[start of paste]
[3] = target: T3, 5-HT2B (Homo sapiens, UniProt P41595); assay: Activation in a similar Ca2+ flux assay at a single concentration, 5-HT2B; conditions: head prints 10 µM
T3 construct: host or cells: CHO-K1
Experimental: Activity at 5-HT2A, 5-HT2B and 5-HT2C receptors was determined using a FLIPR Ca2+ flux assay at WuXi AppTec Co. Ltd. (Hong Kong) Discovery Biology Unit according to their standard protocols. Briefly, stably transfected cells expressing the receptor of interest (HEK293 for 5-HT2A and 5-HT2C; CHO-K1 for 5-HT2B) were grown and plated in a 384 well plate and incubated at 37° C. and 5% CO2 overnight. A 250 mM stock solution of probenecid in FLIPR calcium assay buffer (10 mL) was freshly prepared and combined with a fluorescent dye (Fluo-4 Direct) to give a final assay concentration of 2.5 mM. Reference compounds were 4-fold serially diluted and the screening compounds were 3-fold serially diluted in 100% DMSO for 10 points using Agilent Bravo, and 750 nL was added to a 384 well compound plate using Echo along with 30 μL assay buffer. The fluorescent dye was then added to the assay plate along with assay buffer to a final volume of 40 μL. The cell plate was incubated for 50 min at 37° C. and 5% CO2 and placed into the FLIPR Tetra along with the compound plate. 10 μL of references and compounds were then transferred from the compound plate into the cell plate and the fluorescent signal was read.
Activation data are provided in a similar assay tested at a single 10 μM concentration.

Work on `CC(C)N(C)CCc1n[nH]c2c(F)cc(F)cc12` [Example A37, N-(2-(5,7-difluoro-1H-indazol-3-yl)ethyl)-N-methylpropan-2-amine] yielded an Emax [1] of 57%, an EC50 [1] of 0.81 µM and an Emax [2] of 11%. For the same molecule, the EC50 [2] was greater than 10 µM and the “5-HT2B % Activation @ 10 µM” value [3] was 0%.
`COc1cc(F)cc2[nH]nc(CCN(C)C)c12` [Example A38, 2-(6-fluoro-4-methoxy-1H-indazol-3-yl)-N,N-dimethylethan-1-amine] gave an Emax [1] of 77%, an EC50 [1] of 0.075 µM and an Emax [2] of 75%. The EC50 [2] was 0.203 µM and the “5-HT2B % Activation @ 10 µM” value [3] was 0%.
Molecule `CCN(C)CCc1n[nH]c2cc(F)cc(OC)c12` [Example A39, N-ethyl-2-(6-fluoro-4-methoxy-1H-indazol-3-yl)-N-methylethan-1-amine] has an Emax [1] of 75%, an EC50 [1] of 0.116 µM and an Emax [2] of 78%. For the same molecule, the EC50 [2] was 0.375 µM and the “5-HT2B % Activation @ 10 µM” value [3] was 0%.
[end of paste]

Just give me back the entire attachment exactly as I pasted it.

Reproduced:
[3] = target: T3, 5-HT2B (Homo sapiens, UniProt P41595); assay: Activation in a similar Ca2+ flux assay at a single concentration, 5-HT2B; conditions: head prints 10 µM
T3 construct: host or cells: CHO-K1
Experimental: Activity at 5-HT2A, 5-HT2B and 5-HT2C receptors was determined using a FLIPR Ca2+ flux assay at WuXi AppTec Co. Ltd. (Hong Kong) Discovery Biology Unit according to their standard protocols. Briefly, stably transfected cells expressing the receptor of interest (HEK293 for 5-HT2A and 5-HT2C; CHO-K1 for 5-HT2B) were grown and plated in a 384 well plate and incubated at 37° C. and 5% CO2 overnight. A 250 mM stock solution of probenecid in FLIPR calcium assay buffer (10 mL) was freshly prepared and combined with a fluorescent dye (Fluo-4 Direct) to give a final assay concentration of 2.5 mM. Reference compounds were 4-fold serially diluted and the screening compounds were 3-fold serially diluted in 100% DMSO for 10 points using Agilent Bravo, and 750 nL was added to a 384 well compound plate using Echo along with 30 μL assay buffer. The fluorescent dye was then added to the assay plate along with assay buffer to a final volume of 40 μL. The cell plate was incubated for 50 min at 37° C. and 5% CO2 and placed into the FLIPR Tetra along with the compound plate. 10 μL of references and compounds were then transferred from the compound plate into the cell plate and the fluorescent signal was read.
Activation data are provided in a similar assay tested at a single 10 μM concentration.

Work on `CC(C)N(C)CCc1n[nH]c2c(F)cc(F)cc12` [Example A37, N-(2-(5,7-difluoro-1H-indazol-3-yl)ethyl)-N-methylpropan-2-amine] yielded an Emax [1] of 57%, an EC50 [1] of 0.81 µM and an Emax [2] of 11%. For the same molecule, the EC50 [2] was greater than 10 µM and the “5-HT2B % Activation @ 10 µM” value [3] was 0%.
`COc1cc(F)cc2[nH]nc(CCN(C)C)c12` [Example A38, 2-(6-fluoro-4-methoxy-1H-indazol-3-yl)-N,N-dimethylethan-1-amine] gave an Emax [1] of 77%, an EC50 [1] of 0.075 µM and an Emax [2] of 75%. The EC50 [2] was 0.203 µM and the “5-HT2B % Activation @ 10 µM” value [3] was 0%.
Molecule `CCN(C)CCc1n[nH]c2cc(F)cc(OC)c12` [Example A39, N-ethyl-2-(6-fluoro-4-methoxy-1H-indazol-3-yl)-N-methylethan-1-amine] has an Emax [1] of 75%, an EC50 [1] of 0.116 µM and an Emax [2] of 78%. For the same molecule, the EC50 [2] was 0.375 µM and the “5-HT2B % Activation @ 10 µM” value [3] was 0%.